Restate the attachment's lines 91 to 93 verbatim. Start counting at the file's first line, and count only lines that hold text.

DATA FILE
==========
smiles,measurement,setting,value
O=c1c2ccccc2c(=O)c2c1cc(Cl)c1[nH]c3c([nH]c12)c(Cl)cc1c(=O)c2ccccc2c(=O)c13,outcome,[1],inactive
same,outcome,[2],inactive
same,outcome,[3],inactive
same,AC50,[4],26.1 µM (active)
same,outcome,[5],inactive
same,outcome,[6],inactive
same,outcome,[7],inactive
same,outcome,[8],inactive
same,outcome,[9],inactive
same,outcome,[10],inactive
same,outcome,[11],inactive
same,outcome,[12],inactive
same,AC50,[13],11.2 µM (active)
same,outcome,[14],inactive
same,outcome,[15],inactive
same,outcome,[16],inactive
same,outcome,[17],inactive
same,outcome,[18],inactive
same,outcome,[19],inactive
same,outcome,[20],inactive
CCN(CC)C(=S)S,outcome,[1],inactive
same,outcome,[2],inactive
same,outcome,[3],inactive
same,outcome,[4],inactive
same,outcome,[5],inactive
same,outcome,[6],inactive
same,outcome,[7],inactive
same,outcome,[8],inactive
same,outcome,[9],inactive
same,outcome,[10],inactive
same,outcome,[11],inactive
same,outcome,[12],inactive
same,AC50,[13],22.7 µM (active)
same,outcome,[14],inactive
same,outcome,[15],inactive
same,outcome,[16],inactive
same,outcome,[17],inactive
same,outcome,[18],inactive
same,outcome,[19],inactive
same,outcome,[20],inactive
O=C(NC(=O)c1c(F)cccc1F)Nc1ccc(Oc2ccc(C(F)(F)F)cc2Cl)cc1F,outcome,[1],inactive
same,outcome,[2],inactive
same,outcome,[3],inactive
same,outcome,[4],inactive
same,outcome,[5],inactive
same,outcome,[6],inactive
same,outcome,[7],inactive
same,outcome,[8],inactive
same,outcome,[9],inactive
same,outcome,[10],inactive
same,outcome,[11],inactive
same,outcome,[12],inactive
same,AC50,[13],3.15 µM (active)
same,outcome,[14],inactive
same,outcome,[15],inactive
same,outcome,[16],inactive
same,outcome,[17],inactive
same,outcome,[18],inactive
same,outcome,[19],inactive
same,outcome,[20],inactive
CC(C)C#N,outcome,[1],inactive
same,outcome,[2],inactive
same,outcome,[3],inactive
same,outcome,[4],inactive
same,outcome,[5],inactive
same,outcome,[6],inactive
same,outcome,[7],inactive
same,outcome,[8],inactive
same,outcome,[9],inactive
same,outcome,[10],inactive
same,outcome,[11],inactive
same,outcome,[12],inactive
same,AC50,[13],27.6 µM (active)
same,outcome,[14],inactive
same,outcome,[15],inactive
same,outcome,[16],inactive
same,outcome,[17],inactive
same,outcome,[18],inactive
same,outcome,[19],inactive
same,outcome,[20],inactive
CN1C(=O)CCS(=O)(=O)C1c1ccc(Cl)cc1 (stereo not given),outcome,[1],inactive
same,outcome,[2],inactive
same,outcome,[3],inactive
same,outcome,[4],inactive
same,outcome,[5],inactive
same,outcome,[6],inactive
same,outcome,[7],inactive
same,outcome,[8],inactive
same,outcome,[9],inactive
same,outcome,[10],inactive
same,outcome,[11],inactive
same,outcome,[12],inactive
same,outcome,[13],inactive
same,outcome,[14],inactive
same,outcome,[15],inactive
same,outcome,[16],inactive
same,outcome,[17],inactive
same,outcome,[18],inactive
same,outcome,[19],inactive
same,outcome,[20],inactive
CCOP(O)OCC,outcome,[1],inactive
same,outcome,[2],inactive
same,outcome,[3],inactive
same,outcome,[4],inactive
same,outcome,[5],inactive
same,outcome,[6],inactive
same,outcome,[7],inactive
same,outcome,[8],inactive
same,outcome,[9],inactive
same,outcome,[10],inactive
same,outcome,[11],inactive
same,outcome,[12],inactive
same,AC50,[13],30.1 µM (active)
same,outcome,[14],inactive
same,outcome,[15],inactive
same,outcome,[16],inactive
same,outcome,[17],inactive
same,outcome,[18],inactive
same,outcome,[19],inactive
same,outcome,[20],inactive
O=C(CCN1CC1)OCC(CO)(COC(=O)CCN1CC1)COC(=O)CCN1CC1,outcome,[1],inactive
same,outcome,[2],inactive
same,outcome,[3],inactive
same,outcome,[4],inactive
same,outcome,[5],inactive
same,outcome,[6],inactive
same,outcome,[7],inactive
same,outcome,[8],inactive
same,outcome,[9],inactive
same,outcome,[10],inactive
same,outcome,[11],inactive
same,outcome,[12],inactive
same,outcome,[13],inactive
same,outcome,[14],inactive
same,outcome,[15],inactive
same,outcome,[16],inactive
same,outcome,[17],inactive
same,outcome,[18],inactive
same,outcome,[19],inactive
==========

same,outcome,[10],inactive
same,outcome,[11],inactive
same,outcome,[12],inactive